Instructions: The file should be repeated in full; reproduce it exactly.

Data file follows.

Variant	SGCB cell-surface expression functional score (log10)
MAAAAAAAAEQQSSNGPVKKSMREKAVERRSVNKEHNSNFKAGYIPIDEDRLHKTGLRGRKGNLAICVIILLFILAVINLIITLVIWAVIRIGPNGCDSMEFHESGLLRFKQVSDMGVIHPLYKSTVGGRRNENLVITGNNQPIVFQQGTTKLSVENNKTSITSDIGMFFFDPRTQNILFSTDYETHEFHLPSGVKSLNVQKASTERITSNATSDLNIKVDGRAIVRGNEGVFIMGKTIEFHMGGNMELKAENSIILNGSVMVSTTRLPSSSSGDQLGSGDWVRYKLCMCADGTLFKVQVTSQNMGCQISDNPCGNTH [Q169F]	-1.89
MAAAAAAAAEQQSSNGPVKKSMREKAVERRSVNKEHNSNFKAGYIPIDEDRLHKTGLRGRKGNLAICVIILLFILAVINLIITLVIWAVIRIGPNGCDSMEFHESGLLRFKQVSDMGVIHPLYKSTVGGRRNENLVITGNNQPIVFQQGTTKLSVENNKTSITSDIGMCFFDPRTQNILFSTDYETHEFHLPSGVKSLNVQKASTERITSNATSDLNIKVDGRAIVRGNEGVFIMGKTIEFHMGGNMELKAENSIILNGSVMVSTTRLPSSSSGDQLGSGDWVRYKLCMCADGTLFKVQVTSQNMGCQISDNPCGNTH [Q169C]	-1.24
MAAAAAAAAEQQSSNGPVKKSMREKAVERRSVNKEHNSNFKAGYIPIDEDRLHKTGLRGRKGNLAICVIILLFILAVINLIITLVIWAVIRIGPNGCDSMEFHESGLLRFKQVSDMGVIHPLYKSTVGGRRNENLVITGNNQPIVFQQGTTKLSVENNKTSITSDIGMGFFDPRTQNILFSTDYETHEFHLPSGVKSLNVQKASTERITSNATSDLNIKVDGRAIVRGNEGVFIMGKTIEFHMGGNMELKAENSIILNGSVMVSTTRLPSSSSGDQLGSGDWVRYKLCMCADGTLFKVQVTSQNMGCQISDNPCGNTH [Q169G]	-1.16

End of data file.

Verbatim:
Variant	SGCB cell-surface expression functional score (log10)
MAAAAAAAAEQQSSNGPVKKSMREKAVERRSVNKEHNSNFKAGYIPIDEDRLHKTGLRGRKGNLAICVIILLFILAVINLIITLVIWAVIRIGPNGCDSMEFHESGLLRFKQVSDMGVIHPLYKSTVGGRRNENLVITGNNQPIVFQQGTTKLSVENNKTSITSDIGMFFFDPRTQNILFSTDYETHEFHLPSGVKSLNVQKASTERITSNATSDLNIKVDGRAIVRGNEGVFIMGKTIEFHMGGNMELKAENSIILNGSVMVSTTRLPSSSSGDQLGSGDWVRYKLCMCADGTLFKVQVTSQNMGCQISDNPCGNTH [Q169F]	-1.89
MAAAAAAAAEQQSSNGPVKKSMREKAVERRSVNKEHNSNFKAGYIPIDEDRLHKTGLRGRKGNLAICVIILLFILAVINLIITLVIWAVIRIGPNGCDSMEFHESGLLRFKQVSDMGVIHPLYKSTVGGRRNENLVITGNNQPIVFQQGTTKLSVENNKTSITSDIGMCFFDPRTQNILFSTDYETHEFHLPSGVKSLNVQKASTERITSNATSDLNIKVDGRAIVRGNEGVFIMGKTIEFHMGGNMELKAENSIILNGSVMVSTTRLPSSSSGDQLGSGDWVRYKLCMCADGTLFKVQVTSQNMGCQISDNPCGNTH [Q169C]	-1.24
MAAAAAAAAEQQSSNGPVKKSMREKAVERRSVNKEHNSNFKAGYIPIDEDRLHKTGLRGRKGNLAICVIILLFILAVINLIITLVIWAVIRIGPNGCDSMEFHESGLLRFKQVSDMGVIHPLYKSTVGGRRNENLVITGNNQPIVFQQGTTKLSVENNKTSITSDIGMGFFDPRTQNILFSTDYETHEFHLPSGVKSLNVQKASTERITSNATSDLNIKVDGRAIVRGNEGVFIMGKTIEFHMGGNMELKAENSIILNGSVMVSTTRLPSSSSGDQLGSGDWVRYKLCMCADGTLFKVQVTSQNMGCQISDNPCGNTH [Q169G]	-1.16